Week 9 Story: Diamond Tears
Long ago, a man named Sribatsa and his beautiful wife Ayana set out on a journey to traverse the lands of the earth. The evil eye had been cast upon Sribatsa due to an unfortunate run in with Saturn, the god of bad luck, and he and his wife had decided to leave their home in search of safe lodgings until the eye turned away. But one day as they were making their way through the woods, a horrible fate befell Ayana.
While Sribatsa and Ayana were crossing a river among the trees, Ayana slipped on a rock and fell into the water. She did not know how to swim, but the waters had mercy and did not drown her; her beauty was too rare and too pure to submerge forever beneath the river's rippling surface. The waters instead gently cradled the water-logged woman and placed her on the shore.
A group of nearby sailors observed this incident, and believed the woman had special influence over the river. They were envious of her power to control the waters, and kidnapped Ayana to steal this power for themselves.
The sailors tied her up in the steerage, where she was constantly plunged in darkness, surrounded by the dank smell of the sea and a sense of hopeless misery. Sometimes the rats that had snuck onto the boat and also taken up residence in steerage were the only living creatures she would see for days at a time.
Every morning, Ayana would wake and cry for hours, the tears rolling off her cheeks in waves. But a funny thing happened as soon as they hit the floor of the boat; the tears would bounce back as glistening diamonds. This was the work of the goddess of good luck, Lakshmi, who looked favorably upon Ayana. As the weeks passed, the piles of diamonds grew larger and larger, and the weight of the gems began to slow the passage of the boat. Ayana could hear the sailors cursing above deck, unable to figure out why their course had been thrown off.
Three months after Ayana had been wrenched away from Sribatsa, the steerage was so full of diamonds that even the rats had to find homes elsewhere on the boat. As Ayana awoke that morning and began to cry, the weight of the diamonds at last became too much for the feeble wooden planks. The rim of the ship began to crack, and as water leaked into the boat, it began to sink. By noon, the river had overtaken the boat and drowned the sailors, who paid dearly for the kidnapping of the innocent Ayana.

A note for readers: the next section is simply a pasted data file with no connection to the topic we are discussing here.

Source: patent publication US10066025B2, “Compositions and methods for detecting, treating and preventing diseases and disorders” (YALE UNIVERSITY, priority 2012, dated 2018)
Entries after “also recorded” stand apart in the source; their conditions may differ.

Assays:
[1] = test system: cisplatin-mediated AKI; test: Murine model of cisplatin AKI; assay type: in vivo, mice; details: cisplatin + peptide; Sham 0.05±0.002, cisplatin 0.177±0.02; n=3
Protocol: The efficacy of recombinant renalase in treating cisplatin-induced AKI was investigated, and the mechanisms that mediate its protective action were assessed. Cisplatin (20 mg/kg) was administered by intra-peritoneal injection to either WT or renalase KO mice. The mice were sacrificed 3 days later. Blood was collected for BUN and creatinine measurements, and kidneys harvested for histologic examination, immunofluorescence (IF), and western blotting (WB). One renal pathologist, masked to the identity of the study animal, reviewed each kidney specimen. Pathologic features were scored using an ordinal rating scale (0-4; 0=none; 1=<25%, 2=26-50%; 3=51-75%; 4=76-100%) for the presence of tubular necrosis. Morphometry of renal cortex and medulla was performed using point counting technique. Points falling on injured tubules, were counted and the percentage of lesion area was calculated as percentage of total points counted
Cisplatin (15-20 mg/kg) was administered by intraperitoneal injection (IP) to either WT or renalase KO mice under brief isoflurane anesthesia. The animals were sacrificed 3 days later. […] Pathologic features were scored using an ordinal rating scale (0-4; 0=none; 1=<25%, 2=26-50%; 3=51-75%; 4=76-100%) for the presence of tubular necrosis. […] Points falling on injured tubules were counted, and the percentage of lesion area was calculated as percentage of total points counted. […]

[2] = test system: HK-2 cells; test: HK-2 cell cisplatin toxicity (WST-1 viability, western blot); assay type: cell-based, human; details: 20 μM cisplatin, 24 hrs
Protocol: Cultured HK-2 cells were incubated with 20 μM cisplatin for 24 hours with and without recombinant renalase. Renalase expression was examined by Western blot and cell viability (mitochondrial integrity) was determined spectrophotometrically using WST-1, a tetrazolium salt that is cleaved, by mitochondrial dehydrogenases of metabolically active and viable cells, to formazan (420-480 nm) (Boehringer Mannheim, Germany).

The waters once again saved Ayana and delivered her to shore, closeby to where Sribatsa was lodging in a thicket of trees. Hearing her cries, he ran to Ayana's side, and the two were finally reunited. The jewels on the sunken boat mixed with the waters of the river, and to this day the surface sparkles with Ayana's diamond tears.
This story is a mashup of two Bengali folktales. In "The Origin of Rubies," a woman's blood falls to earth as the bright red stone we know as rubies. I loved this image and decided to write a version about the origin of diamonds, changing out blood for tears. The basis of the kidnapping plot comes from "The Evil Eye of Sani," in which Sribatsa's wife is kidnapped by sailors and held hostage until the goddess Lakshmi intervenes to help save her. I thought it would be a nice challenge to try and combine two stories to create something new.